A solar cable is the interconnection cable used in photovoltaic power generation. Solar cables interconnect solar panels and other electrical components of a photovoltaic system. Solar cables are designed to be UV resistant and weather resistant. They can be used within a large temperature range and are generally laid outside.
One common factor for most of the photovoltaic power systems is outdoor use, characterized by high temperatures and high UV radiation. Single-core cables with a maximum permissible DC voltage of 1.8 kV Umax. The phase to ground DC voltage rating must be Uo1.5kVDC and a temperature range from -40 °C to +90 °C ambient, 120 °C on the conductor for 25 year service life against thermal ageing. Ambient temperature and conductor temperature is derived from the Arrhenius law for ageing of polymers - ageing of polymers doubles for every 10 °C rise.
DC string cables must be class II double insulated to protect against short circuits and ground faults.
A three-core AC cable is used for connection to the grid if a single-phase inverter is used, and a five-core cable is used for three-phase feed-in.
Referred to as the Main DC, larger power collector cables are used to interconnect from the Generator box also referred to as the DC combiner to the central inverter. IEC 62548 states that these cables must be shielded when over 50m in length. Central inverters are large frequency converters and unshielded cables would cause EMC issues throughout the whole solar farm which can behave like a capacitor.
The cable's insulation must be able to withstand thermal and mechanical loads. As a consequence, plastics which have been cross-linked are increasingly used today. The insulation and jacket materials are extremely resistant to weathering, UV-radiation and abrasion . Additionally, it is salt water resistant and resistant to acids and alkaline solutions. It is suitable for fixed installation as well as for moving applications without tensile load. It is especially designed for outdoor use, which means direct sun radiation and air humidity, but due to the halogen free flame retardant cross-linked jacket material the cable can also be installed in dry and humid conditions indoors.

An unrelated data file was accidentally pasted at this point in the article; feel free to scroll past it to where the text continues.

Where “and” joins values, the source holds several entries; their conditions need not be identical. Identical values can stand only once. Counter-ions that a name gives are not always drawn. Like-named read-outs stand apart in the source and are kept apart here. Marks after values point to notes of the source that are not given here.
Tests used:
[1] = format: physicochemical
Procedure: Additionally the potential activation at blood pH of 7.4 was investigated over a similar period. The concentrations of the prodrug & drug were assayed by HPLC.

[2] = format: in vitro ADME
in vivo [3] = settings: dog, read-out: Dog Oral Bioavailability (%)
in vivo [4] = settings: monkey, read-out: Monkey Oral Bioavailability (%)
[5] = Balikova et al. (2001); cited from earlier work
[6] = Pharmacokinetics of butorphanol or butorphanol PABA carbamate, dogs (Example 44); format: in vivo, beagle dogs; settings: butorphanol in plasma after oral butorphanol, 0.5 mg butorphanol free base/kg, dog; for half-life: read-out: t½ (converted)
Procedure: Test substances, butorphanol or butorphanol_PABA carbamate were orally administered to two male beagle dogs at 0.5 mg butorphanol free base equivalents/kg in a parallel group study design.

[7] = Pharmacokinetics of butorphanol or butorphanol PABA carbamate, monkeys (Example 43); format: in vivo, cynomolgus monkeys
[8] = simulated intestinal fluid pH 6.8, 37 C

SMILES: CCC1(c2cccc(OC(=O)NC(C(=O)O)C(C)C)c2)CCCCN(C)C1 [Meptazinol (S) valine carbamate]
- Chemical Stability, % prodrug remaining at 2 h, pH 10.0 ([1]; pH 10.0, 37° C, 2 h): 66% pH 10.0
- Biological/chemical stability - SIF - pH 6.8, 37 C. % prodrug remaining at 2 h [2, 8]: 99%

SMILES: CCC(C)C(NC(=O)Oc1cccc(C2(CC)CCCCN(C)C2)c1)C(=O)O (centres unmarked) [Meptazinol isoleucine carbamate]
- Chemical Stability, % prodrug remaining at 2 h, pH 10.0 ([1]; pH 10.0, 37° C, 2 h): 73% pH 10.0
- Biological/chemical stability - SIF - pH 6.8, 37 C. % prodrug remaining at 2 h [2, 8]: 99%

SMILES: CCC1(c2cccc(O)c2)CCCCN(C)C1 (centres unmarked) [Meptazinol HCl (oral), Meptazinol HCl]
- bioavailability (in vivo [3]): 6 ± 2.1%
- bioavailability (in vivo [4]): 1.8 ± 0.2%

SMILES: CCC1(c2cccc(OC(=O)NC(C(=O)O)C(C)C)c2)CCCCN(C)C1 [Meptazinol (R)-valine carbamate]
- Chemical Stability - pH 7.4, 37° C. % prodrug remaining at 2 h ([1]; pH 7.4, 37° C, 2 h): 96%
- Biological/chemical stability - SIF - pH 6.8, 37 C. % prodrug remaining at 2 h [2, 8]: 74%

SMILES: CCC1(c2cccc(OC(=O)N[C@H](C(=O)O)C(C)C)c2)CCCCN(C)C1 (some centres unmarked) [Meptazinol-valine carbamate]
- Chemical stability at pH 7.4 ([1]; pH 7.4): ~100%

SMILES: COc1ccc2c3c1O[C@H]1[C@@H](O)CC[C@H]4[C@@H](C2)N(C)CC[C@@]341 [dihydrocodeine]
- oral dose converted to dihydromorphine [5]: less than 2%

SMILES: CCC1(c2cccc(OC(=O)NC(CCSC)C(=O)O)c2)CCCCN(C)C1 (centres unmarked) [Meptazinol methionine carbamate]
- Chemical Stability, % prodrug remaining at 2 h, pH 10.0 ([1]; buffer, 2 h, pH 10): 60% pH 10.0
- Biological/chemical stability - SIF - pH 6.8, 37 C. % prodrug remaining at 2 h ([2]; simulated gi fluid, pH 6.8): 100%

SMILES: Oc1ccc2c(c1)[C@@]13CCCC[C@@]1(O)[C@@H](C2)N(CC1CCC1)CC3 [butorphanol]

Individual modules are connected using cables to form the PV generator. The module cables are connected into a string which leads into the generator junction box, and a main DC cable connects the generator junction box to the inverter. In order to eliminate the risk of ground faults and short circuits, the positive and negative cables, each with double insulation, are laid separately.
The cross-section of the cables should be proportioned such that losses incurred in nominal operation do not exceed 1%. String cables usually have a cross-section of 4 to 10 mm².
In 2005 the American Underwriters Laboratories (UL) published the UL subject 4703 Photovoltaic Wire. It covers singleconductor, insulated and integrally or non-integrally jacketed, sunlight resistant, photovoltaic wire in several temperature and voltage ratings for interconnection wiring of grounded and ungrounded photovoltaic power systems. The standard UL 4703 is based on the service entry cords USE-2 and specifies some additional requirements for photovoltaic cables. It applies for solar cables in North America.